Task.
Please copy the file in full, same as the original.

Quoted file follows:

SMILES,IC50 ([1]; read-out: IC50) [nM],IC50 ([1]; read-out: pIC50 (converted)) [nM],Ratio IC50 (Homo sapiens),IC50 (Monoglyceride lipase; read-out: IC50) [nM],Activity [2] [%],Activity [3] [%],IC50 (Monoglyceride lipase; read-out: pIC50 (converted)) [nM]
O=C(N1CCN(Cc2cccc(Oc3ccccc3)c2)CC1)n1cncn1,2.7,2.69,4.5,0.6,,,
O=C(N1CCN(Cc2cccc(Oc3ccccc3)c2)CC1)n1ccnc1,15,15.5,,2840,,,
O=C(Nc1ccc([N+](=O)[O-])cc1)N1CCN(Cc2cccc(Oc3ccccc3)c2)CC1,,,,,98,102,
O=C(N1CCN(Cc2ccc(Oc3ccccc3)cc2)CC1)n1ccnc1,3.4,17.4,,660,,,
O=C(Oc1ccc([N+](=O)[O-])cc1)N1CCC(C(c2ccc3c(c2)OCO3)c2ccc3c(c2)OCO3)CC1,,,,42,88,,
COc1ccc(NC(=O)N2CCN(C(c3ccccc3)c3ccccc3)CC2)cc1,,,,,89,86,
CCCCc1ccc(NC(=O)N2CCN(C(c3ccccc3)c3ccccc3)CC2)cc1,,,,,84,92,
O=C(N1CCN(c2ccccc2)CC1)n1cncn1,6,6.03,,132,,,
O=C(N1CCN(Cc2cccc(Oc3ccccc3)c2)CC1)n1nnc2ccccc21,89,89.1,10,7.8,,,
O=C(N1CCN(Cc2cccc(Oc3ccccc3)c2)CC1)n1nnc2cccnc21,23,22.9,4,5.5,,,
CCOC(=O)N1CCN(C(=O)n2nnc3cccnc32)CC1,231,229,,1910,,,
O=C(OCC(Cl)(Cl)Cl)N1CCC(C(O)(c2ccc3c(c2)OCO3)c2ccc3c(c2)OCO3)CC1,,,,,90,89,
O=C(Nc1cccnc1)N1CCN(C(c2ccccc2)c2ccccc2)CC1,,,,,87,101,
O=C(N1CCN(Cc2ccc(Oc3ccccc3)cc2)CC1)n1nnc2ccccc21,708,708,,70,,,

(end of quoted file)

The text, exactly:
SMILES,IC50 ([1]; read-out: IC50) [nM],IC50 ([1]; read-out: pIC50 (converted)) [nM],Ratio IC50 (Homo sapiens),IC50 (Monoglyceride lipase; read-out: IC50) [nM],Activity [2] [%],Activity [3] [%],IC50 (Monoglyceride lipase; read-out: pIC50 (converted)) [nM]
O=C(N1CCN(Cc2cccc(Oc3ccccc3)c2)CC1)n1cncn1,2.7,2.69,4.5,0.6,,,
O=C(N1CCN(Cc2cccc(Oc3ccccc3)c2)CC1)n1ccnc1,15,15.5,,2840,,,
O=C(Nc1ccc([N+](=O)[O-])cc1)N1CCN(Cc2cccc(Oc3ccccc3)c2)CC1,,,,,98,102,
O=C(N1CCN(Cc2ccc(Oc3ccccc3)cc2)CC1)n1ccnc1,3.4,17.4,,660,,,
O=C(Oc1ccc([N+](=O)[O-])cc1)N1CCC(C(c2ccc3c(c2)OCO3)c2ccc3c(c2)OCO3)CC1,,,,42,88,,
COc1ccc(NC(=O)N2CCN(C(c3ccccc3)c3ccccc3)CC2)cc1,,,,,89,86,
CCCCc1ccc(NC(=O)N2CCN(C(c3ccccc3)c3ccccc3)CC2)cc1,,,,,84,92,
O=C(N1CCN(c2ccccc2)CC1)n1cncn1,6,6.03,,132,,,
O=C(N1CCN(Cc2cccc(Oc3ccccc3)c2)CC1)n1nnc2ccccc21,89,89.1,10,7.8,,,
O=C(N1CCN(Cc2cccc(Oc3ccccc3)c2)CC1)n1nnc2cccnc21,23,22.9,4,5.5,,,
CCOC(=O)N1CCN(C(=O)n2nnc3cccnc32)CC1,231,229,,1910,,,
O=C(OCC(Cl)(Cl)Cl)N1CCC(C(O)(c2ccc3c(c2)OCO3)c2ccc3c(c2)OCO3)CC1,,,,,90,89,
O=C(Nc1cccnc1)N1CCN(C(c2ccccc2)c2ccccc2)CC1,,,,,87,101,
O=C(N1CCN(Cc2ccc(Oc3ccccc3)cc2)CC1)n1nnc2ccccc21,708,708,,70,,,